Make failure the beginning of greatness
The African impala can jump to a height of over 10 feet and cover a distance of greater than 30 feet. Yet these magnificent creatures can be kept in an enclosure in any zoo with a 3 foot wall. The animals will not jump if they cannot see where their feet will land.
A lot of humans are like this. They are afraid to take a risk. Not I. I understood at an early age that in order to triple your success ratio, you might have to triple your failure rate.
Thomas J. Watson, the founder and first president of IBM said: “Failure is a teacher – a harsh one, perhaps, but the best... That's what I have to do when an idea backfires or a sales program fails. You've got to put failure to work for you ... you can be discouraged by failure or you can learn from it. So go ahead and make mistakes. Make all you can. Because that's where you will find success. On the far side of failure.”
Failure can be one more step on your road to success – you just have to turn it around in a positive direction. Failure can push you harder to succeed. Failure can strengthen your determination to overcome obstacles. Failure can make you braver in the face of opposition. Failure can help you learn what you need to do in order to succeed. Failure can teach you what your limitations are – and your strengths. Failure can encourage you to change your strategy.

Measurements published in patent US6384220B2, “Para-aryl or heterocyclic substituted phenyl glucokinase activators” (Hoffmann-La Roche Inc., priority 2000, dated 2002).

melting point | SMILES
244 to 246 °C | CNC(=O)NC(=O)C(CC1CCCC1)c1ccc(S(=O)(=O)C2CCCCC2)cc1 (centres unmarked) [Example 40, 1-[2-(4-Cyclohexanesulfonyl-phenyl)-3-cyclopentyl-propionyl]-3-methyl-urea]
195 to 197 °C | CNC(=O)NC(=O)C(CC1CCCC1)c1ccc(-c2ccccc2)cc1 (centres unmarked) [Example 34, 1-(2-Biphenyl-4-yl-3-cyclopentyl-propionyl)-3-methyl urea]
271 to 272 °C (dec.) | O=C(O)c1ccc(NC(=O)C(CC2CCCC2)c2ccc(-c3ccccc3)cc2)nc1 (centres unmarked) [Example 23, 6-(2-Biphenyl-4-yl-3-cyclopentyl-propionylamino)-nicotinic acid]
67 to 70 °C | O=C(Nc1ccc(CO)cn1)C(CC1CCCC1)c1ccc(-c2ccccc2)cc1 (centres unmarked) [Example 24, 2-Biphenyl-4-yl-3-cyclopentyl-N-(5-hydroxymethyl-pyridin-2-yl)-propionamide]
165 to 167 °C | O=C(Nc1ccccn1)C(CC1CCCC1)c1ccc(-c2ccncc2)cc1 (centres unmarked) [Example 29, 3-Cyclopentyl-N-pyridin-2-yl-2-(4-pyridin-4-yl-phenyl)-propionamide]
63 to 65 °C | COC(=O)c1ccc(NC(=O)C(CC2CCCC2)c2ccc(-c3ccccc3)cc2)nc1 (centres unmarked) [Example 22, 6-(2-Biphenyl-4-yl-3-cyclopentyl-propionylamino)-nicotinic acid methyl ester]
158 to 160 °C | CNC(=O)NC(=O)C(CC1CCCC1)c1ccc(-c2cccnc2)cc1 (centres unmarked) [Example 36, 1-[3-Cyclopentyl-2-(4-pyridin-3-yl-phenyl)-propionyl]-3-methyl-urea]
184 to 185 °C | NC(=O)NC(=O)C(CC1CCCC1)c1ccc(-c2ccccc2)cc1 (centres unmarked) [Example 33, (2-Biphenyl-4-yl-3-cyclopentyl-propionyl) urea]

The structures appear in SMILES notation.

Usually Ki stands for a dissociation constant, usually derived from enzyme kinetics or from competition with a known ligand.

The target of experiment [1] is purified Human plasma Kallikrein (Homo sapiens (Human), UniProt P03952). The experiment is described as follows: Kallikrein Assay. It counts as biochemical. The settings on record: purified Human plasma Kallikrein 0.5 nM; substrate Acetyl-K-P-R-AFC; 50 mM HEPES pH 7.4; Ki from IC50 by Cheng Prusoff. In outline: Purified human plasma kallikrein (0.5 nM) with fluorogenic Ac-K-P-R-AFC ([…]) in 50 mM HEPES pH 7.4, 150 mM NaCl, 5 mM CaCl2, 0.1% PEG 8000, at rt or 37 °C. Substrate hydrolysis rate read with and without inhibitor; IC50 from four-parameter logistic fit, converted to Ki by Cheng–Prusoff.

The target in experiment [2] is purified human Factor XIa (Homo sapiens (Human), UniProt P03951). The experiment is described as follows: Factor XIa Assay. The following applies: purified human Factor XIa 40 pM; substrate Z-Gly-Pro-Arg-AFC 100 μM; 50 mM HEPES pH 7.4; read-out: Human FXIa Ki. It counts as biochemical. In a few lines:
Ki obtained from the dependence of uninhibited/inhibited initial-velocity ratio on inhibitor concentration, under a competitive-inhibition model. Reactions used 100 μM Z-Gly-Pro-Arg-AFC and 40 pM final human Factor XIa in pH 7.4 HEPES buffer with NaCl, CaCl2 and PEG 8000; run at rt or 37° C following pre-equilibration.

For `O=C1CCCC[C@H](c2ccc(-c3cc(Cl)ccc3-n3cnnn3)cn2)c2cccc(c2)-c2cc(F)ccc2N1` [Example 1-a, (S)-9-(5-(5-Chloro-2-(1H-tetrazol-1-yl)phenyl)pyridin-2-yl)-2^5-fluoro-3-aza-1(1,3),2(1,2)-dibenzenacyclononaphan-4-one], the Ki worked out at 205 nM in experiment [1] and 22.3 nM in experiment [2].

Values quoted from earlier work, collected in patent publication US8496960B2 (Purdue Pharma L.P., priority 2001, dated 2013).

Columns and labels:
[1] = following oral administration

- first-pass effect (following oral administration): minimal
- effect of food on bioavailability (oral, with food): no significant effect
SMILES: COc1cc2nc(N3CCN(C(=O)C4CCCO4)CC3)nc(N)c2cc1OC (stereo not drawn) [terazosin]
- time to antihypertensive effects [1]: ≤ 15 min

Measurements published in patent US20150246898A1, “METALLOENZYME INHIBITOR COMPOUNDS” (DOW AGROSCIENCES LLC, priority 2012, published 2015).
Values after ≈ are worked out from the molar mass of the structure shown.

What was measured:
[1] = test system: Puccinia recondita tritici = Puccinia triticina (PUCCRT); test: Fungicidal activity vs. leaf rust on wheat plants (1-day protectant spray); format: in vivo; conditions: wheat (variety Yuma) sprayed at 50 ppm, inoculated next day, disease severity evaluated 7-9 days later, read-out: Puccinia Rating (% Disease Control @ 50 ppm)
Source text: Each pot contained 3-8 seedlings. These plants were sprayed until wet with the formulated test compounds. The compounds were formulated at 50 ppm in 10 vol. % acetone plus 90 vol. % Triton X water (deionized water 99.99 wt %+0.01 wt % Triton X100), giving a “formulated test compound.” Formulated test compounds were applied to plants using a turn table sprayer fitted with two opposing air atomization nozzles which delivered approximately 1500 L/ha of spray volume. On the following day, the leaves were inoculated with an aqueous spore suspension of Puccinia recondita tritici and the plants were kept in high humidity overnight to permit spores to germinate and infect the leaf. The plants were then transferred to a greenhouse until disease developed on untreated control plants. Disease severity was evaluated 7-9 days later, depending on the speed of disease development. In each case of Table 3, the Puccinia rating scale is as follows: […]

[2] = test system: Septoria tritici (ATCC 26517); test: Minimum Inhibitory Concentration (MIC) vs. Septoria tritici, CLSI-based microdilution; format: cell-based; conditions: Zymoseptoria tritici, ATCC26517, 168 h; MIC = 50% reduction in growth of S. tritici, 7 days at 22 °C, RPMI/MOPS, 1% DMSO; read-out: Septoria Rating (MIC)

“Failure is not an option” became a popular catchphrase after the release of the movie Apollo 13. Failure happens, but when you’re responsible for the people working for you, you have to do everything you can to guard against it. As a leader, devote yourself to avoiding these crucial failures in leadership.
When J. K. Rowling, author of the phenomenally successful Harry Potter series, had been out of college for seven years, she found herself at a dark juncture in her life. At that time, she says, she had failed in life on an epic scale. “An exceptionally short-lived marriage had imploded. I was jobless, a lone parent, and as poor as it is possible to be in modern Britain without being homeless.”
In short, Rowling says she was the biggest failure she knew. And while she says there is nothing ennobling about being poor, she believes she reaped benefits from her failures. Failure, she says, stripped away all the inessential aspects of her life. She stopped pretending to be anything other than herself, and it was then that she began to earnestly pursue the only work that mattered to her. It was not, she says, the fairy-tale transformation to success so often written about her in the media.
It never is, by the way. “Overnight sensations” are rare indeed – most of us have to plug away, pay our dues and have a few failures before we can begin to imagine real success.
Mackay’s Moral: Failure isn’t final unless you say it is.